Nigerian Journal of Parasitology

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Review of Paramphistomum cervi infection prevalences among slaughtered-cattle in some selected abattoirs of Imo State

R.F. Njoku-Tony, T.E. Ebe, V.A. Azoro, M.N. Ezike


Paramphistomiasis, a tropical disease of ruminants has been of serious veterinary concern especially in the eastern part of Nigeria. Investigations on the feces of cattle from randomly selected abattoirs in Owerri, Imo State, Nigeria namely Afor Egbu, Afor Enyiogugu, Afor Ajala and Afor Ogbe Abattoirs were carried out for the prevalence of paramphistomiasis between October, 2014 to December 2015, using direct smear, formal either concentration and sodium chloride floatation techniques: Examination of livers and whole gut of slaughtered cattle were examined for adults flukes, feacal sample collection, identification of eggs and egg counts, were carried out using 10 eye piece, identification of P. cervi eggs was carried out and sex of cattle was recorded. Ages were determined by the dentition of cattle, young cattle (<2 years] and old cattle (>2 years). Out of 2,900 cattle examined, 467 (16.1%) were infected. Infection was highest in Afor Ogbe Abattoir with 247 (14.8) followed by Oriagu 71 (23.1%) followed by Afor Ajala 65 (15.6) and Egbu 50 (15.8%) and lastly Afor Enyiogugu with 34 (17.8]. Intensity of infection was slightly higher in males than in females. Age was significantly a factor, as the infection was age dependent Adult cattle (>2 years) had more infections than younger ones (<2 years), thus (16.1 %) adults were infected while (7.5 %) young cattle were infected. Infection was found to be season dependent and rose with increased rainfall with decline during the dry season months. Total number of parasite collected was 1491 and mean worm load (XWLD) was 28.17. This result therefore underscores the need for adequate disease control and vector snail habitat elimination programme in the area.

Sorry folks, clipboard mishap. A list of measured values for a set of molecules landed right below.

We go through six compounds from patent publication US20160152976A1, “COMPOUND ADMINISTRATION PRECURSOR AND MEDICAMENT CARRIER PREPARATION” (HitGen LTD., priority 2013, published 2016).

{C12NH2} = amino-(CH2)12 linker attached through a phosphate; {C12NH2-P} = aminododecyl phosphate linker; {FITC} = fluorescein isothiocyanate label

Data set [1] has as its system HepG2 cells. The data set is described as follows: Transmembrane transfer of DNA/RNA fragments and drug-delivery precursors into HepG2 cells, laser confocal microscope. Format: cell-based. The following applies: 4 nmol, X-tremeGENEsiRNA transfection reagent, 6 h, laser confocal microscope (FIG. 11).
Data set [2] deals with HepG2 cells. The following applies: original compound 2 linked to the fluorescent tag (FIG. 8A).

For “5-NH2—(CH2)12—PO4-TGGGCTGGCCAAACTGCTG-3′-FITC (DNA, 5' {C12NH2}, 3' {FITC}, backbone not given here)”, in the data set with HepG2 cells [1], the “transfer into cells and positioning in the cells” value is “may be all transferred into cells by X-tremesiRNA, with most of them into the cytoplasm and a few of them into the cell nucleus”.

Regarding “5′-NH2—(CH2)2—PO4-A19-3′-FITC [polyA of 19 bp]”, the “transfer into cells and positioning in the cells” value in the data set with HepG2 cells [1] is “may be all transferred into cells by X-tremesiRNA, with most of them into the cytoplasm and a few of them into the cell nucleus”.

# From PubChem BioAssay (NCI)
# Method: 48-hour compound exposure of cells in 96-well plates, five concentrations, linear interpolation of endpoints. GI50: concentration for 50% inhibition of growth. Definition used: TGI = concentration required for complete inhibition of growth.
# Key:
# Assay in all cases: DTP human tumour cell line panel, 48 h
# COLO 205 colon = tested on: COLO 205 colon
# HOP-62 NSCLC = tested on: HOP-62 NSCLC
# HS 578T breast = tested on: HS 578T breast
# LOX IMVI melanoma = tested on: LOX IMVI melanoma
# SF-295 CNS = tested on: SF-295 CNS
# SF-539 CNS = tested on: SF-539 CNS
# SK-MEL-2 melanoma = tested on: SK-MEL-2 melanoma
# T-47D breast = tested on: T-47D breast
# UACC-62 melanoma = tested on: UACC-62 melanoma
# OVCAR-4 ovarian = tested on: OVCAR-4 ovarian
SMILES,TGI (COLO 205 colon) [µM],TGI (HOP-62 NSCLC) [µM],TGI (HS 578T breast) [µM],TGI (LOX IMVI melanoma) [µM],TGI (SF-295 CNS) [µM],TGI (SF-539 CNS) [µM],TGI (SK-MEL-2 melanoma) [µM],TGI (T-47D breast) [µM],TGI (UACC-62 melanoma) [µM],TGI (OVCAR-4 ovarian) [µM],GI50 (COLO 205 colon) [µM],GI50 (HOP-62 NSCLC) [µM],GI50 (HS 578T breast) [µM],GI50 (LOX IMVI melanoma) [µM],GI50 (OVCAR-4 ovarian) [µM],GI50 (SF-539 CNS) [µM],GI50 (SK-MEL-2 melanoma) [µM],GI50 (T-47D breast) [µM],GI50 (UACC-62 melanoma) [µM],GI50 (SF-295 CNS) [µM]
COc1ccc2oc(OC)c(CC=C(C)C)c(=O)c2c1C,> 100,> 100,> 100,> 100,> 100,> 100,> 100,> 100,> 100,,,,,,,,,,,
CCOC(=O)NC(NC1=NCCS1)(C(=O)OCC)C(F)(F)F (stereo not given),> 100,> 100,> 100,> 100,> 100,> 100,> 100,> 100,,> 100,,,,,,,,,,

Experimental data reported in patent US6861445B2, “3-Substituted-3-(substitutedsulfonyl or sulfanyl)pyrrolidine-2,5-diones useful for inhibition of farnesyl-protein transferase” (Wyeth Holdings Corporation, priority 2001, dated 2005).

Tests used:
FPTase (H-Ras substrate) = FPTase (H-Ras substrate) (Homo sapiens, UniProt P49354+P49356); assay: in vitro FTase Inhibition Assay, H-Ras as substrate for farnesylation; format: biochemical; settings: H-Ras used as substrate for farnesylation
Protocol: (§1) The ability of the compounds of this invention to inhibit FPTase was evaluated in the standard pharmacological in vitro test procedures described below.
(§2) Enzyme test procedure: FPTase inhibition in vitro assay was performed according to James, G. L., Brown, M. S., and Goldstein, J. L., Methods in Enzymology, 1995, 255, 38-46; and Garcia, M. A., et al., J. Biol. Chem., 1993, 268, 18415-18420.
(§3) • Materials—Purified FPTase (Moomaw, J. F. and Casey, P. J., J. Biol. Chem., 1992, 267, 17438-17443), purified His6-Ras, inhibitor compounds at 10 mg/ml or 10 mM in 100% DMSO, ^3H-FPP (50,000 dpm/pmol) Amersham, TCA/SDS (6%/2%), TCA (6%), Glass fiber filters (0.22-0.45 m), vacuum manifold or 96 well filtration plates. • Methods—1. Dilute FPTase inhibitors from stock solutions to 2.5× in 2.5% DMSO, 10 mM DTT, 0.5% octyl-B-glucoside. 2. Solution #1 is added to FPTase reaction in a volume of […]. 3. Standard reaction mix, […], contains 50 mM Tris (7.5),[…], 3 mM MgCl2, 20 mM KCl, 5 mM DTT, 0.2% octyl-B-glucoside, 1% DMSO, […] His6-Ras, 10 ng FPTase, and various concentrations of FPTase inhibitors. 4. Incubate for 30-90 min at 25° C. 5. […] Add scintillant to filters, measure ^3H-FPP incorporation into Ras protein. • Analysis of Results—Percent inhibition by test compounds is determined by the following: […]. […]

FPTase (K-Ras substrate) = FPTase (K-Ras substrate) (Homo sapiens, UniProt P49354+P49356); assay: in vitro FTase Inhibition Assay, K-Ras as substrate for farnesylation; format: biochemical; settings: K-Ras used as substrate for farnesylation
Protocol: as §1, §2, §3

Keywords: Paramphistomiasis; worms; slaughtered-cattle; abattoir; environment
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